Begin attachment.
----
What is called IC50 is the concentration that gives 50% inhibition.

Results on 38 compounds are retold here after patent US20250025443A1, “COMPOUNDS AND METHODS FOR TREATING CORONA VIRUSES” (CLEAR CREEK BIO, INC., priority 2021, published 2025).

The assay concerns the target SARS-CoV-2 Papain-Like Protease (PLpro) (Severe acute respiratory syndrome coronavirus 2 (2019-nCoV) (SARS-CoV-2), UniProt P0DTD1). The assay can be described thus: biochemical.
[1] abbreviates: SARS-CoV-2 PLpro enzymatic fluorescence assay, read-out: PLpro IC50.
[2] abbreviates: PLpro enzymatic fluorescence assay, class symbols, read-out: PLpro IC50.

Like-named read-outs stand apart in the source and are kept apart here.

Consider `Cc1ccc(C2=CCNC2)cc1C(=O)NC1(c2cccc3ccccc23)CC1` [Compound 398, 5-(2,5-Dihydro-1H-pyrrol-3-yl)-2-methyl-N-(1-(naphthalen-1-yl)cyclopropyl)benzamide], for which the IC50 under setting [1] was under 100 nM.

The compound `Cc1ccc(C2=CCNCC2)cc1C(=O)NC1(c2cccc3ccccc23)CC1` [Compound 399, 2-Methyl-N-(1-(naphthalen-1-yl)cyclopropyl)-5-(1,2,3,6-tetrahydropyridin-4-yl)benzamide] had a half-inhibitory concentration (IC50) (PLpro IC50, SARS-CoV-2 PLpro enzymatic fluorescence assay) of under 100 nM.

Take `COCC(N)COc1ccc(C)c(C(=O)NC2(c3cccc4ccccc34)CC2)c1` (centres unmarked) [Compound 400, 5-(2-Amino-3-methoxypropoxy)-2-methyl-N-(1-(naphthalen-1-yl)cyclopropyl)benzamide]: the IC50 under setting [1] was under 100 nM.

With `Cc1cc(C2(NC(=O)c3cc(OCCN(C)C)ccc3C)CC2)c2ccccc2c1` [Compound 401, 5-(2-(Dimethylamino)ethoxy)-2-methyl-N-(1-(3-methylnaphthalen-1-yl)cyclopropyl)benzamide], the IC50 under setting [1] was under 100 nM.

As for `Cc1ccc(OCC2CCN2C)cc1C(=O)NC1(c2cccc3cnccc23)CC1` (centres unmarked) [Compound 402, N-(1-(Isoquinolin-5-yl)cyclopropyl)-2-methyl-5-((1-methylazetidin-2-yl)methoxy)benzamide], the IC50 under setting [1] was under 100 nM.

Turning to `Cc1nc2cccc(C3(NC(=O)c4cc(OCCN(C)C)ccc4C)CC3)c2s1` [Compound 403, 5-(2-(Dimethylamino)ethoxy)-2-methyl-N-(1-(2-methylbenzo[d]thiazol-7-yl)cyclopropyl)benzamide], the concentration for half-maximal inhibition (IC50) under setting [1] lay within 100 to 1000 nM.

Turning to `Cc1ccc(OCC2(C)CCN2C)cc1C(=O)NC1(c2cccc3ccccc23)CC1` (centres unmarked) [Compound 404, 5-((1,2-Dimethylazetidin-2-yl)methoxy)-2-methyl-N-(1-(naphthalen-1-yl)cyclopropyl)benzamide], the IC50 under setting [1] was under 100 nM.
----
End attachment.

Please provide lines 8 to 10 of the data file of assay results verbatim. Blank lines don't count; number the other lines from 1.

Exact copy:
The compound `Cc1ccc(C2=CCNCC2)cc1C(=O)NC1(c2cccc3ccccc23)CC1` [Compound 399, 2-Methyl-N-(1-(naphthalen-1-yl)cyclopropyl)-5-(1,2,3,6-tetrahydropyridin-4-yl)benzamide] had a half-inhibitory concentration (IC50) (PLpro IC50, SARS-CoV-2 PLpro enzymatic fluorescence assay) of under 100 nM.

Take `COCC(N)COc1ccc(C)c(C(=O)NC2(c3cccc4ccccc34)CC2)c1` (centres unmarked) [Compound 400, 5-(2-Amino-3-methoxypropoxy)-2-methyl-N-(1-(naphthalen-1-yl)cyclopropyl)benzamide]: the IC50 under setting [1] was under 100 nM.

With `Cc1cc(C2(NC(=O)c3cc(OCCN(C)C)ccc3C)CC2)c2ccccc2c1` [Compound 401, 5-(2-(Dimethylamino)ethoxy)-2-methyl-N-(1-(3-methylnaphthalen-1-yl)cyclopropyl)benzamide], the IC50 under setting [1] was under 100 nM.